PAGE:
Saturday, January 31, 2009

Lesson 12 - Advanced Displacements

Now im going to teach you about displacements.
First, I will give you a little information. I am going to tell you some of the common mistakes people make.

If you are New to Mapping Click this link and start at the beginning.

This is advanced displacements, if you don't know how to create a displacement, read Lesson 5, First, then try the advanced stuff. Lesson 5 Displacements

When creating displacements, the brush you use to create the displacement, should always start out as a square.(see p1)

You can make displacements out of rectangles, but the vertices will be stretched out and that makes it more difficult, to line up the edges of your displacements.(see p2)

if you were going to make a displacement out of the rectangle, first you should cut it in half, using the carve tool, to make two squares.(see p3)

Then when you create the displacements, the vertices will all be square and easier to manipulate.(see p4)

If you ever make a mistake, then you simply select the displacement, and click the destroy button. It will turn your displacement back into the original brush.(see p5)

Let's say you are starting your map.

We have our skybox and a ground texture. (see p6)

You can't just click on the ground and make a displacement out of it.(see p7)

If you do, then your map will not seal. Displacements are not solid. They are solid to the player, but not to Hammer. As you can see from this bottom view.
(see p8)

So if I were going to create a displacement, I would draw a new brush on top of the ground.(see p9)

Then I would texture the ground, and move it up about 1/3 from the bottom. If you left it on the bottom then when you push the displacement down it would hit the wall of your skybox. So move it up to give yourself working room, then create your displacement.(see p10)(note: I removed the sidewall just for illustration purposes)

As you can see I created my displacement, then I changed the bottom texture back into the skybox texture. We do not need to waste resources drawing the bottom that we will never see. Take notice of the vertices. This was created using a power of three. You have a choice of 2, 3 and 4. Default is three.(see p11)

I do not know why anyone would use 2. Three is good for creating mountains and hills. Power of 4 is good for creating more detail in your displacements, such as blast craters, Roads, piles of hay or boulders.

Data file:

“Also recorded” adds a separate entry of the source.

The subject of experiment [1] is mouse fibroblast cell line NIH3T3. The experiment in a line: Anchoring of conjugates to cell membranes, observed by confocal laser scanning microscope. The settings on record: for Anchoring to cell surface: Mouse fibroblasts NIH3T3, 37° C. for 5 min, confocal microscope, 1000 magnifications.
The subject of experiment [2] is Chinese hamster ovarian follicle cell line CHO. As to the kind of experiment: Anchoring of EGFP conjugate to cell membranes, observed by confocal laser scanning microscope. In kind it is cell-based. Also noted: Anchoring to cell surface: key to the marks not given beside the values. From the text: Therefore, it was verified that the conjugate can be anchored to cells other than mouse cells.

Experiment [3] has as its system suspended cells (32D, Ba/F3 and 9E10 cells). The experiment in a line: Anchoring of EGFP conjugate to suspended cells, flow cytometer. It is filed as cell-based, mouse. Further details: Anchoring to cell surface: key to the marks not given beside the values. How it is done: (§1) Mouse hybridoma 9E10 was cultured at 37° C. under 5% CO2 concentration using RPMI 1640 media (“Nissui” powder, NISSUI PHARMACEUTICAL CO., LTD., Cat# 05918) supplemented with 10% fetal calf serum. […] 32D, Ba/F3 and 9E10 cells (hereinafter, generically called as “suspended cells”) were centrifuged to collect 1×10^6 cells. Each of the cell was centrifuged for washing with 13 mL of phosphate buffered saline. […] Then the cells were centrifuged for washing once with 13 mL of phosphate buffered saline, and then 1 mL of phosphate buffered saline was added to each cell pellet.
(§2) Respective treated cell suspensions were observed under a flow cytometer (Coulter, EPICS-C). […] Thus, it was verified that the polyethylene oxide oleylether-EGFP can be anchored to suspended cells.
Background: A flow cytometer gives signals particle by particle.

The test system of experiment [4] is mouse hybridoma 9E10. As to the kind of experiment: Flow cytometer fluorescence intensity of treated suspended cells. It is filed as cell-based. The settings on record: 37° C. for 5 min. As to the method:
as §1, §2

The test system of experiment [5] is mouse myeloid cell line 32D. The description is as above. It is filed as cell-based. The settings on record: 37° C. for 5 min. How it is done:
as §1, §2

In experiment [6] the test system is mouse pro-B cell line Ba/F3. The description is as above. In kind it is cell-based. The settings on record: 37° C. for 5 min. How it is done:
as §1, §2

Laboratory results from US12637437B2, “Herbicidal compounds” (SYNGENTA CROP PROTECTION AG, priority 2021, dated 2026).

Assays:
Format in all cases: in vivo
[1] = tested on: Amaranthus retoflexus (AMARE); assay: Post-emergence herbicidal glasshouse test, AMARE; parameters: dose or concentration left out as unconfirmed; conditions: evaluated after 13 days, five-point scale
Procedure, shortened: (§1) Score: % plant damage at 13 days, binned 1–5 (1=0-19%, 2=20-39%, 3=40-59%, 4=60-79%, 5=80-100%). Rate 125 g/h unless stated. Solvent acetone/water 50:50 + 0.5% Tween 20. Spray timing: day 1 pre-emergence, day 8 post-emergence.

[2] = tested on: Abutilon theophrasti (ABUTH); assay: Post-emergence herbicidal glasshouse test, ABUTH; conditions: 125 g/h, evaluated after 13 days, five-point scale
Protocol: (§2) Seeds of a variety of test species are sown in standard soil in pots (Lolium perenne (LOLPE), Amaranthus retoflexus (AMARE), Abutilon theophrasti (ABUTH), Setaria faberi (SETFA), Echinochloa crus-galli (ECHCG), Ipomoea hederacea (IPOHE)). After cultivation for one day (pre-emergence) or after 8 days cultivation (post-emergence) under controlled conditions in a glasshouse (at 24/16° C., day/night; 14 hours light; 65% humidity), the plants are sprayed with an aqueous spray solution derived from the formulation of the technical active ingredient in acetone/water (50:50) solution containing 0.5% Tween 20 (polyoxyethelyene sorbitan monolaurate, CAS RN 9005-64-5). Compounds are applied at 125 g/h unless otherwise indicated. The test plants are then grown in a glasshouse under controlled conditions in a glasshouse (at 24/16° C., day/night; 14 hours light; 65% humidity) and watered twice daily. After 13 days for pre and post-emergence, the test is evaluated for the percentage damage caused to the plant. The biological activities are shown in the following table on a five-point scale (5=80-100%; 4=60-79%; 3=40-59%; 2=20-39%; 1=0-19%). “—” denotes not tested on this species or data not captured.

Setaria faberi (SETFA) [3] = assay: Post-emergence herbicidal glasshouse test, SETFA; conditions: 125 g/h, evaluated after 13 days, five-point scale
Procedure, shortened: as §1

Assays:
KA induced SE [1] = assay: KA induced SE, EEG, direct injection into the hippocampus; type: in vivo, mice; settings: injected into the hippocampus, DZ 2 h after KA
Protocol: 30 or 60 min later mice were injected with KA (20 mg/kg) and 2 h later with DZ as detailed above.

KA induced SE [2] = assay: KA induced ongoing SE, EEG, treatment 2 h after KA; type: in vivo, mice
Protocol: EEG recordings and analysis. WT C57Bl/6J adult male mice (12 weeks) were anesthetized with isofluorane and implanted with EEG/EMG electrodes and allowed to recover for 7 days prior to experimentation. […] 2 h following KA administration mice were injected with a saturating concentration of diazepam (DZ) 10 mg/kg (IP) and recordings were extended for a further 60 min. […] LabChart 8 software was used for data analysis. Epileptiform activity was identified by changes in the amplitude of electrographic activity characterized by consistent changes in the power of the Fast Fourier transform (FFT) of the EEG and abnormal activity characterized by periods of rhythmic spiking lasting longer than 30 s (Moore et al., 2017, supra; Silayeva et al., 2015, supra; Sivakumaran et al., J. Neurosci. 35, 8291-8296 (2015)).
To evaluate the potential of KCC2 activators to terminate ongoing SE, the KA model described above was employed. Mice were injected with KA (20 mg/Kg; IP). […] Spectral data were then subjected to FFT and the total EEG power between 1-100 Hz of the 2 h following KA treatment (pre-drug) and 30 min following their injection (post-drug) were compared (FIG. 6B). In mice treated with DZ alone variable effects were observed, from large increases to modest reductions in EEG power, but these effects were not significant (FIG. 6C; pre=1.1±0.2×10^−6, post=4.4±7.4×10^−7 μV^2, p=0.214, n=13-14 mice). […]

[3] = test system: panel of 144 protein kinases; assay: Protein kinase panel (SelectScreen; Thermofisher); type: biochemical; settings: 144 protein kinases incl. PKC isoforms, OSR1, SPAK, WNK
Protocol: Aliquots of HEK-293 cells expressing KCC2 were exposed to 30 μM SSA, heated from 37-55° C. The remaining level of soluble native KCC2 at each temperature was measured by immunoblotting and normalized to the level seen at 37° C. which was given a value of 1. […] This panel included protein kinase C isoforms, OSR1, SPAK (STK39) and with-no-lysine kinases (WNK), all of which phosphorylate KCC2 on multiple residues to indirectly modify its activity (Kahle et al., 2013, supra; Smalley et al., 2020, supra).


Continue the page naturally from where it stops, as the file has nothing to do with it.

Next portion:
If you need to change the power of your displacement, after you have created it. Select the displacement, change the power in the face edit sheet. Then click apply.(see p12)

Now the vertices are smaller.(see p13)

Now you're ready to "paint the geometry". (That's another way of saying move the texture up-and-down.)

Click on the texture tool icon, then click on the displacement tab.(see p14)

Select your displacement, then click the paint geometry button.(see p15)

Now when the "displacement paint geometry dialog box" pops up, you'll see a little green wireframe globe that snaps from vertices to vertices. The globe cursor lets you know which vertices you are about to manipulate. I'm sure you can figure that out all on your own. Some people can't, so I have to say it. On the dialog box in the "effects" field, make sure the radial button next to "raise/lower" is selected. And the box next to "spatial" has the checkmark in it.(see p16)

On the dialog box you can see, "distance" and "radius". Distance is how far up-and-down you want the displacement to move per click. Five is good for that. Radius controls the size of the green globe. The bigger the globe the more vertices you can grab at one time. 155 is good for that.(see p17)

Paint the geometry, move stuff up in some areas, and push it down in others. Do not worry if it looks all crappy and pointy.(see p18)

You can get rid of all the pointy and sharp corners, by using the "smooth" option in the "effects" field on the "Displacement Paint Geometry" dialog box.(see p19)

When using the "smooth" option, you want to make the radius larger than it was when you created the hills and valleys. The the radius was 155. Now I moved it up to 200.(see p20)

Each time you click, it's smooths out the vertices a little. So the more you click, the more smoothing you'll see.
After you smooth them all out you're pretty much done with that.

And it looks much better